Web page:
At first glance, aged care and early learning seem to have little in common. They touch the polar phases of life.
But dive a little deeper, and our experience shows something very different.
In its unique position in Western Australia as a provider of both aged care and early learning services, MercyCare for the past five years has been bringing residents from our Residential Aged Care centres with children attending our Early Learning centres.
As an early adopter, MercyCare is now a leader of intergenerational care in Western Australia.
The popularity and interest in this model skyrocketed since ABC aired its series “Old People’s Home for 4 Year Olds” this year.
Public interest and support of the intergenerational approach has meant MercyCare can build further on its work and understanding in the area.
MercyCare is now partnering with leading intergenerational care researchers at Griffith University to develop and embed this approach so it is best practice, properly integrated and sustainable.
An evidence-based approach to reconnecting the generations is important, and one that once established can be applied across the wider Western Australian community for the benefit of our oldest and youngest members.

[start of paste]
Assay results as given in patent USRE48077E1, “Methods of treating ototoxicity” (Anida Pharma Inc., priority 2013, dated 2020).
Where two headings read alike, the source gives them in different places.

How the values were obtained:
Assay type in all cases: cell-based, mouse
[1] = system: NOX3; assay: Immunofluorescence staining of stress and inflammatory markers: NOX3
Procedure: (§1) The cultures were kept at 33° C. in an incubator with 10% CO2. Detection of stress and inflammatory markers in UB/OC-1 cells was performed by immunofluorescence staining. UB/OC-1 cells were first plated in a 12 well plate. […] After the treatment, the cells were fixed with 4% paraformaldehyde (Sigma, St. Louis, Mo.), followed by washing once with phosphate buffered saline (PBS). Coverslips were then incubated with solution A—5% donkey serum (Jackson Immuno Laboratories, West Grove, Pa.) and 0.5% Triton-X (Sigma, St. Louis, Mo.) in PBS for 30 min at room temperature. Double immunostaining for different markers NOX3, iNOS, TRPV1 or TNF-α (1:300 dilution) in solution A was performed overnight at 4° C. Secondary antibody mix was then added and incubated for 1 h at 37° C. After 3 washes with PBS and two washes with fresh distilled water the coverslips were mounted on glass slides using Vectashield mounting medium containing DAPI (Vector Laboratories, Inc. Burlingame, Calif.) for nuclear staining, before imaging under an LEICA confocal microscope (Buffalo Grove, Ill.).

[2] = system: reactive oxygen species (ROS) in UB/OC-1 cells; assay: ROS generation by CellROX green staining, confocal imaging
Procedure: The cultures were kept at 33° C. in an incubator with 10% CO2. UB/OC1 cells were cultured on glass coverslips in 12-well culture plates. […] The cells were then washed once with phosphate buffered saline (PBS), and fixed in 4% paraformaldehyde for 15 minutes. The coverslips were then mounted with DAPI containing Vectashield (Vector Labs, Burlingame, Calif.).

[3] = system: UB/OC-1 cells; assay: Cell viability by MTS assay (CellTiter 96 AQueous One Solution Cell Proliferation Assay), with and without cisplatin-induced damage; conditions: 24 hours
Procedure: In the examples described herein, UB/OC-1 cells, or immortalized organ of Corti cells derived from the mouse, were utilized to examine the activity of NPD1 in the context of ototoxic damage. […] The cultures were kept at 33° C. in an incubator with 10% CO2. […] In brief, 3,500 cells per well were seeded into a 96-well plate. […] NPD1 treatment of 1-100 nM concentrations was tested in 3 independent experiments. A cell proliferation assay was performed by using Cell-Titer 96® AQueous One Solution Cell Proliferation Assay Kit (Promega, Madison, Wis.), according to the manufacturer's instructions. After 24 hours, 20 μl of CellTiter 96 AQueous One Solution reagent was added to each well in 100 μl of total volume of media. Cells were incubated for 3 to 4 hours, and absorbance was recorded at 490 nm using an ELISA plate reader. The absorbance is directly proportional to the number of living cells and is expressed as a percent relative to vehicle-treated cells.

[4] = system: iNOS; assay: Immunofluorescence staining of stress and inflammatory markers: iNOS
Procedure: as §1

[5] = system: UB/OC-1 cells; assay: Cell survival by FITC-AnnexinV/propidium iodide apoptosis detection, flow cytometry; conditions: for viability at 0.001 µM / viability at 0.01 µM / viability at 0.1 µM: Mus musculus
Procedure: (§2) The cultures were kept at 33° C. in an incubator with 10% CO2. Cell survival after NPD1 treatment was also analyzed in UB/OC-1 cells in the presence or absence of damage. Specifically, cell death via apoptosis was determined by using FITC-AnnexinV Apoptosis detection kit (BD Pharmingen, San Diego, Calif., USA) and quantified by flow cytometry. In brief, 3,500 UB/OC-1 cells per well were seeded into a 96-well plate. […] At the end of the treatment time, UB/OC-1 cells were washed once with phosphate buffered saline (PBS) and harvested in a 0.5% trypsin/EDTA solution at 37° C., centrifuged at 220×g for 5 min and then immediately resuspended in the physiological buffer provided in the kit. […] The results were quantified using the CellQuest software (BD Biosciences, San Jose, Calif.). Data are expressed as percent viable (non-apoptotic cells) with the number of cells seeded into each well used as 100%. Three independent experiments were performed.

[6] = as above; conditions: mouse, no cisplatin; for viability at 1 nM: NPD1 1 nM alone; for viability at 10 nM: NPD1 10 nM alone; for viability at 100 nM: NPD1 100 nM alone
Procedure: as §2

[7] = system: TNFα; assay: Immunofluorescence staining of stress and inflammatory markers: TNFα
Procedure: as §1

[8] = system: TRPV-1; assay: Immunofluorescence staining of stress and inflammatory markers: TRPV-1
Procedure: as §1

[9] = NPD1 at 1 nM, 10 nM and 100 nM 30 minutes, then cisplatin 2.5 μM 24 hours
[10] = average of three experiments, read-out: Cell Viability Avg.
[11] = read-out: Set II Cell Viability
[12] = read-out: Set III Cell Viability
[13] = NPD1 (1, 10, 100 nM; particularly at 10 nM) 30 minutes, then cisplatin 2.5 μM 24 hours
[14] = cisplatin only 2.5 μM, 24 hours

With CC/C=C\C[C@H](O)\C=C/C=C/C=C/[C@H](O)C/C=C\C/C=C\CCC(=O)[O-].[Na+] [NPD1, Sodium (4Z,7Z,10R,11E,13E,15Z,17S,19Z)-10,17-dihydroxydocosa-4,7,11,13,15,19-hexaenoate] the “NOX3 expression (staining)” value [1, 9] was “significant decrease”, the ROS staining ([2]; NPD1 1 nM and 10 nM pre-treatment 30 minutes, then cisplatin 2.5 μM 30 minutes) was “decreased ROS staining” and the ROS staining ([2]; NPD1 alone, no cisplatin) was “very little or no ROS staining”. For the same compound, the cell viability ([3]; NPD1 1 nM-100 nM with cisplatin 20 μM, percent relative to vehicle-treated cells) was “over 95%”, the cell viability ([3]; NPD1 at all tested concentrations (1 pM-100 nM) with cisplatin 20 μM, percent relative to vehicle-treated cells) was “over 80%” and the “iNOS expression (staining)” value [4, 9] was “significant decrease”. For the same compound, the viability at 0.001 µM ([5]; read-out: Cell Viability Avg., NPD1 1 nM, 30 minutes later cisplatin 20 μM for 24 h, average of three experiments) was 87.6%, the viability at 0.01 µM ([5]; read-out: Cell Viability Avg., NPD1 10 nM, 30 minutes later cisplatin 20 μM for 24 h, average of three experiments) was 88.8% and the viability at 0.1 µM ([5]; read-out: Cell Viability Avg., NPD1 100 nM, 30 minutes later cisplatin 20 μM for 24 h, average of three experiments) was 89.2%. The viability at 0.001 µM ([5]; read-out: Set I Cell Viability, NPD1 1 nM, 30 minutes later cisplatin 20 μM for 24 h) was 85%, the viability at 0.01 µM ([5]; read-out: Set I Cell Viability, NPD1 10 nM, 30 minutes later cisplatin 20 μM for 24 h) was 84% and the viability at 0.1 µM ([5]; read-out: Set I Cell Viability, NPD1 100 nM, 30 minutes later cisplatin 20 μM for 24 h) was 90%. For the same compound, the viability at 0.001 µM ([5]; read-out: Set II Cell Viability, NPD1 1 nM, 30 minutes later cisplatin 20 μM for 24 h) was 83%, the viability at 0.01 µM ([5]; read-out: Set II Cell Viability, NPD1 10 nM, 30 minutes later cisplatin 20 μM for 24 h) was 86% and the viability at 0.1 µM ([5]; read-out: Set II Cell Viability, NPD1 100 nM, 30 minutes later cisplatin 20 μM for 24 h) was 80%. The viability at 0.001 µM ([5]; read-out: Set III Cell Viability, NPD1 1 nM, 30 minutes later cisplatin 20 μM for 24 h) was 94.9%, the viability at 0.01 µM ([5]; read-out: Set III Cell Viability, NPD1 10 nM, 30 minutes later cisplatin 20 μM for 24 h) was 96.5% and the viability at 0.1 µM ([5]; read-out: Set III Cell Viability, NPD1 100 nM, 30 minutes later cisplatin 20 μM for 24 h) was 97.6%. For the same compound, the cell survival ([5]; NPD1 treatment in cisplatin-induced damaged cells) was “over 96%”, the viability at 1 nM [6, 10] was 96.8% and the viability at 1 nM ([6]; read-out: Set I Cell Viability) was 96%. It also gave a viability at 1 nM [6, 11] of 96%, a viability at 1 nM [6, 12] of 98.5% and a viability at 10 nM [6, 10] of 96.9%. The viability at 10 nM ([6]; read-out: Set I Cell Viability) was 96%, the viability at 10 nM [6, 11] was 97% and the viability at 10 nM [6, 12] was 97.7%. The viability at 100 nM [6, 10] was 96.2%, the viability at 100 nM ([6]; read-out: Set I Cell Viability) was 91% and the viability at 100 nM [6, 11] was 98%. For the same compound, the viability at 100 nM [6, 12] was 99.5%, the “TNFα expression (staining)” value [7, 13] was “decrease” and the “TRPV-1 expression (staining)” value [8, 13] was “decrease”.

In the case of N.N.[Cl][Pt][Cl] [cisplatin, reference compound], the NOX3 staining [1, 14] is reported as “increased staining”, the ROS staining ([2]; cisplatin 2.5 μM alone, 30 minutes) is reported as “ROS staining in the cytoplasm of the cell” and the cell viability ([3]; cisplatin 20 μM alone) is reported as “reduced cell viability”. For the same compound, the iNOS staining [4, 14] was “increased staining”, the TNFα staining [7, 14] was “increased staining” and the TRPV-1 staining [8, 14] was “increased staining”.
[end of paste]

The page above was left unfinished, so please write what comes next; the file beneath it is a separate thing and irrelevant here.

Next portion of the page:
From a community and societal point of view, intergenerational care has huge benefits. From a business point of view, its about breaking down silos in our business and seeing how we can marry elements of our separate services together for the greater good of the business and our service users.
MercyCare is committed to creating an environment where seniors can thrive. Intergenerational Care is critical to this.
The program highlights the importance for people to stay socially connected, no matter what age they are. The experience allows people, young and old, to bring energy, a sense of fun and shared stories to each other’s lives.
For the older generation it reinforces the important role they continue to play in society. It is just one avenue MercyCare employs to allow its residents to stay connected to the community to avoid social isolation and loneliness.
When the residents and children come together the generation gap evaporates, the mood in the room lifts as special bonds are created, residents relearn things they already knew but had forgotten and it allows them to connect with their own past and the many things they have achieved in their own life.
The visits have the potential to fill social gaps for both age groups. Residents may not have children in their own lives. Equally some of the children don’t have grandparents that can visit regularly. Both young and old benefit from the interaction.
Based on the lessons learnt from its intergenerational care program, MercyCare has plans to build Western Australia’s first intergenerational care campus in Cannington, with a vision of integrating aged care into the local community.
After seeing the positive impacts of bringing people together from all generations, it makes sense to ensure that the aged care of the future sits squarely within the community.